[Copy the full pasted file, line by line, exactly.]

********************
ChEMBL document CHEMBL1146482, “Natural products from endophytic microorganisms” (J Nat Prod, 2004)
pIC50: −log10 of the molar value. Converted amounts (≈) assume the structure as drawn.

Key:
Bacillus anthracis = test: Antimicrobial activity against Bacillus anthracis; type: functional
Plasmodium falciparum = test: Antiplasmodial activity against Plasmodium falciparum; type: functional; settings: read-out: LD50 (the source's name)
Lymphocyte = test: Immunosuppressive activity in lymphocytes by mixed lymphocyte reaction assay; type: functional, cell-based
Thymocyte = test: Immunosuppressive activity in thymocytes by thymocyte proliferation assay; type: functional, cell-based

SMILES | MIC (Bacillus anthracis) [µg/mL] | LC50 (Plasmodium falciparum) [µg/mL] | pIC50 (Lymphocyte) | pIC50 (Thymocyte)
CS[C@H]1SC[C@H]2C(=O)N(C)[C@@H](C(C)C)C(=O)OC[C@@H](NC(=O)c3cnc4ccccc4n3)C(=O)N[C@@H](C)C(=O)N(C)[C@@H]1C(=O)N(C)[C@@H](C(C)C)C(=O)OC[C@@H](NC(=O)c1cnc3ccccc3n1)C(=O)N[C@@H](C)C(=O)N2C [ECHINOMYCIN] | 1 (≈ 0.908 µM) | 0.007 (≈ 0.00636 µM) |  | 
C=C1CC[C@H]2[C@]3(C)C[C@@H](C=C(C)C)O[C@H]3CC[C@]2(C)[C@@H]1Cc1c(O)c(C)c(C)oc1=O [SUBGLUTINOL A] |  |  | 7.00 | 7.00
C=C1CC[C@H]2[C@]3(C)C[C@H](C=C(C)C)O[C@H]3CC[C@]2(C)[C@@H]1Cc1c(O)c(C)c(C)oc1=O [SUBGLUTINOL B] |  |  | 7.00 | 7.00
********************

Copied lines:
ChEMBL document CHEMBL1146482, “Natural products from endophytic microorganisms” (J Nat Prod, 2004)
pIC50: −log10 of the molar value. Converted amounts (≈) assume the structure as drawn.

Key:
Bacillus anthracis = test: Antimicrobial activity against Bacillus anthracis; type: functional
Plasmodium falciparum = test: Antiplasmodial activity against Plasmodium falciparum; type: functional; settings: read-out: LD50 (the source's name)
Lymphocyte = test: Immunosuppressive activity in lymphocytes by mixed lymphocyte reaction assay; type: functional, cell-based
Thymocyte = test: Immunosuppressive activity in thymocytes by thymocyte proliferation assay; type: functional, cell-based

SMILES | MIC (Bacillus anthracis) [µg/mL] | LC50 (Plasmodium falciparum) [µg/mL] | pIC50 (Lymphocyte) | pIC50 (Thymocyte)
CS[C@H]1SC[C@H]2C(=O)N(C)[C@@H](C(C)C)C(=O)OC[C@@H](NC(=O)c3cnc4ccccc4n3)C(=O)N[C@@H](C)C(=O)N(C)[C@@H]1C(=O)N(C)[C@@H](C(C)C)C(=O)OC[C@@H](NC(=O)c1cnc3ccccc3n1)C(=O)N[C@@H](C)C(=O)N2C [ECHINOMYCIN] | 1 (≈ 0.908 µM) | 0.007 (≈ 0.00636 µM) |  | 
C=C1CC[C@H]2[C@]3(C)C[C@@H](C=C(C)C)O[C@H]3CC[C@]2(C)[C@@H]1Cc1c(O)c(C)c(C)oc1=O [SUBGLUTINOL A] |  |  | 7.00 | 7.00
C=C1CC[C@H]2[C@]3(C)C[C@H](C=C(C)C)O[C@H]3CC[C@]2(C)[C@@H]1Cc1c(O)c(C)c(C)oc1=O [SUBGLUTINOL B] |  |  | 7.00 | 7.00